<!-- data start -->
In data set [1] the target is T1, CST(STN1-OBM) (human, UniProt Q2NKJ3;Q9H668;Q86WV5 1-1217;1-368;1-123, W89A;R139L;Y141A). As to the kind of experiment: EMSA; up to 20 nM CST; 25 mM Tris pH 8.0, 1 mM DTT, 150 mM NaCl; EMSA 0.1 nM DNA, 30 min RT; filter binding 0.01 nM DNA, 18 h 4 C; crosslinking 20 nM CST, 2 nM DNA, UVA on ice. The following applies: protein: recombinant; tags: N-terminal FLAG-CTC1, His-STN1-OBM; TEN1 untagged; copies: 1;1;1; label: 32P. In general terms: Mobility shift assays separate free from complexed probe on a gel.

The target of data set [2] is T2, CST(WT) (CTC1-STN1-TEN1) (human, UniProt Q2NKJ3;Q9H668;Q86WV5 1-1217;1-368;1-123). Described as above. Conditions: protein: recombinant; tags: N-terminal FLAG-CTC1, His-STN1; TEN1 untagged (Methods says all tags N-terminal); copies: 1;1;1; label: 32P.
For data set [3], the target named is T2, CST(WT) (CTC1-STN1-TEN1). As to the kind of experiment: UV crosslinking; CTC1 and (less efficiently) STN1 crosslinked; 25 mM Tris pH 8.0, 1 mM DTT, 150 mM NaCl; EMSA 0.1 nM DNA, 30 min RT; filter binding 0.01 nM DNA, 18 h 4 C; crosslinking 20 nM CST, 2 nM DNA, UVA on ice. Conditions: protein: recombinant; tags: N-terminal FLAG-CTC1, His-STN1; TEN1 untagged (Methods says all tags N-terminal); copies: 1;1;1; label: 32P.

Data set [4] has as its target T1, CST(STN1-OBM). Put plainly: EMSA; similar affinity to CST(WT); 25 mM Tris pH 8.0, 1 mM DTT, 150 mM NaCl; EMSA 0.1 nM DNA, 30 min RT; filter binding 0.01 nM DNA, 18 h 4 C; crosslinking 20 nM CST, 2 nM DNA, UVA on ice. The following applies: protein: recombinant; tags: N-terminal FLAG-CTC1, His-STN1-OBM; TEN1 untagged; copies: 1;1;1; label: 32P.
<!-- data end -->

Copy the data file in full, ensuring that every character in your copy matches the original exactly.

In data set [1] the target is T1, CST(STN1-OBM) (human, UniProt Q2NKJ3;Q9H668;Q86WV5 1-1217;1-368;1-123, W89A;R139L;Y141A). As to the kind of experiment: EMSA; up to 20 nM CST; 25 mM Tris pH 8.0, 1 mM DTT, 150 mM NaCl; EMSA 0.1 nM DNA, 30 min RT; filter binding 0.01 nM DNA, 18 h 4 C; crosslinking 20 nM CST, 2 nM DNA, UVA on ice. The following applies: protein: recombinant; tags: N-terminal FLAG-CTC1, His-STN1-OBM; TEN1 untagged; copies: 1;1;1; label: 32P. In general terms: Mobility shift assays separate free from complexed probe on a gel.

The target of data set [2] is T2, CST(WT) (CTC1-STN1-TEN1) (human, UniProt Q2NKJ3;Q9H668;Q86WV5 1-1217;1-368;1-123). Described as above. Conditions: protein: recombinant; tags: N-terminal FLAG-CTC1, His-STN1; TEN1 untagged (Methods says all tags N-terminal); copies: 1;1;1; label: 32P.
For data set [3], the target named is T2, CST(WT) (CTC1-STN1-TEN1). As to the kind of experiment: UV crosslinking; CTC1 and (less efficiently) STN1 crosslinked; 25 mM Tris pH 8.0, 1 mM DTT, 150 mM NaCl; EMSA 0.1 nM DNA, 30 min RT; filter binding 0.01 nM DNA, 18 h 4 C; crosslinking 20 nM CST, 2 nM DNA, UVA on ice. Conditions: protein: recombinant; tags: N-terminal FLAG-CTC1, His-STN1; TEN1 untagged (Methods says all tags N-terminal); copies: 1;1;1; label: 32P.

Data set [4] has as its target T1, CST(STN1-OBM). Put plainly: EMSA; similar affinity to CST(WT); 25 mM Tris pH 8.0, 1 mM DTT, 150 mM NaCl; EMSA 0.1 nM DNA, 30 min RT; filter binding 0.01 nM DNA, 18 h 4 C; crosslinking 20 nM CST, 2 nM DNA, UVA on ice. The following applies: protein: recombinant; tags: N-terminal FLAG-CTC1, His-STN1-OBM; TEN1 untagged; copies: 1;1;1; label: 32P.